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Defendants, manufacturers and distributors of liquid crystal display (LCD) panels, jointly removed this case to federal district court on the grounds that (1) the action was a class action under the Class Action Fairness Act (CAFA), 28 U.S.C. 1332(d)(1)(B), or (2) the action was a mass action under the CAFA. The State moved to remand the case to state court and the district court granted the motion. Because it was undisputed that there were more than 100 consumers, the court found that there were more than 100 claims at issue in this case. Further, no disqualifying exceptions to the term "mass action" was applicable. Consequently, the suit qualified as a mass action under the CAFA and the court found removal to be proper. Accordingly, the court reversed and remanded for further proceedings. View "State of Mississippi v. AU Optronics Corp., et al" on Justia Law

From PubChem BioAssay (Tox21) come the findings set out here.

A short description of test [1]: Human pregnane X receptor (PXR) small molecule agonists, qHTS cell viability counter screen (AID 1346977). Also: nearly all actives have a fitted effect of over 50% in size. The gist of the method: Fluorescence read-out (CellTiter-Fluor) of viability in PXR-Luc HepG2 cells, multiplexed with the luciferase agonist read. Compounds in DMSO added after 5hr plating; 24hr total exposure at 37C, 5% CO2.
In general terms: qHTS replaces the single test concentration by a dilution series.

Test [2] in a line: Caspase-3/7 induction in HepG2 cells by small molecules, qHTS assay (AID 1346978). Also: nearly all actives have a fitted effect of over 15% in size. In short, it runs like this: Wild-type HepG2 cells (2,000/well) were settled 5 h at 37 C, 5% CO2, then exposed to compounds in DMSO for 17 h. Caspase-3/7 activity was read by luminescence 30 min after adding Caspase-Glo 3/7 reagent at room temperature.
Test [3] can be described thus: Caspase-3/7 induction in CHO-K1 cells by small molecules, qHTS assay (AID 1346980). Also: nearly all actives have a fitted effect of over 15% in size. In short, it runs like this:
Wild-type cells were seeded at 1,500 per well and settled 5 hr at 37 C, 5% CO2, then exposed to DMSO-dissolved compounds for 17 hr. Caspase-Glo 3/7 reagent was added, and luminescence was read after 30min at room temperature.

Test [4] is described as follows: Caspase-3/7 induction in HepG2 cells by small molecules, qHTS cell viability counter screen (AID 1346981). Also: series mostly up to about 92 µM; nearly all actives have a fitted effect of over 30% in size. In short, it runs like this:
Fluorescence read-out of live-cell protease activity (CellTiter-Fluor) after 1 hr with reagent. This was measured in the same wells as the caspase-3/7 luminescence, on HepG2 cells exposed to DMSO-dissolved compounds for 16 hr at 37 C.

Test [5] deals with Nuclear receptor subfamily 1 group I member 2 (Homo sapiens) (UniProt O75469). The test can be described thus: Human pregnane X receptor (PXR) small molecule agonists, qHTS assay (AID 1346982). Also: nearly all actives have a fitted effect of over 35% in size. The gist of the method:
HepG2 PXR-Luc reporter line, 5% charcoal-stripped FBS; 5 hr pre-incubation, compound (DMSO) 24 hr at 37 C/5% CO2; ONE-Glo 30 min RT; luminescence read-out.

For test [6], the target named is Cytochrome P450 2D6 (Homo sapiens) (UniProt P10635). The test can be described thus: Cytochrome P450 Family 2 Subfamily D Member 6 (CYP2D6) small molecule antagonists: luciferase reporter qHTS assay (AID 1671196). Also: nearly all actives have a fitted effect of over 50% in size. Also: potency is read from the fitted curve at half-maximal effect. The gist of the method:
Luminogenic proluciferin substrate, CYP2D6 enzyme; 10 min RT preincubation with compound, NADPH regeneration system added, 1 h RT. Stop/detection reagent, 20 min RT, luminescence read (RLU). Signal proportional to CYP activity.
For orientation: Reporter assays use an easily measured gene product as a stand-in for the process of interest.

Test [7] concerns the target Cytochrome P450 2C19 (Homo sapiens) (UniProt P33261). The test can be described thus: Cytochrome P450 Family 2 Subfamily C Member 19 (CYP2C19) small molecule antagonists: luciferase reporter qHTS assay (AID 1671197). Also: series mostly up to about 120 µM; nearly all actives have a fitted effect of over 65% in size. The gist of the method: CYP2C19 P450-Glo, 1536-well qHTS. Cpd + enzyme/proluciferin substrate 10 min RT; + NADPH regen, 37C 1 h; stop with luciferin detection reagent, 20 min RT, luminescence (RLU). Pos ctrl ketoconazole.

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This case involved an interlocutory appeal from an order granting plaintiffs' motion for class certification where the certified class putatively consisted of various governmental entities within the State of Louisiana whose representatives entered into contracts with defendants for cellular telephone service. Plaintiffs alleged that defendants engaged in deceptive billing practices that constituted a breach of contract and violated the state's unfair trade and consumer protection laws. The court agreed with defendants that the district court abused its discretion when it certified plaintiffs' class because, in doing so, it effectively certified an "opt in" class, which was impermissible under Rule 23. Accordingly, the court reversed and vacated, remanding for further proceedings. View "Ackal, et al v. Centennial Beauregard Cellular, et al" on Justia Law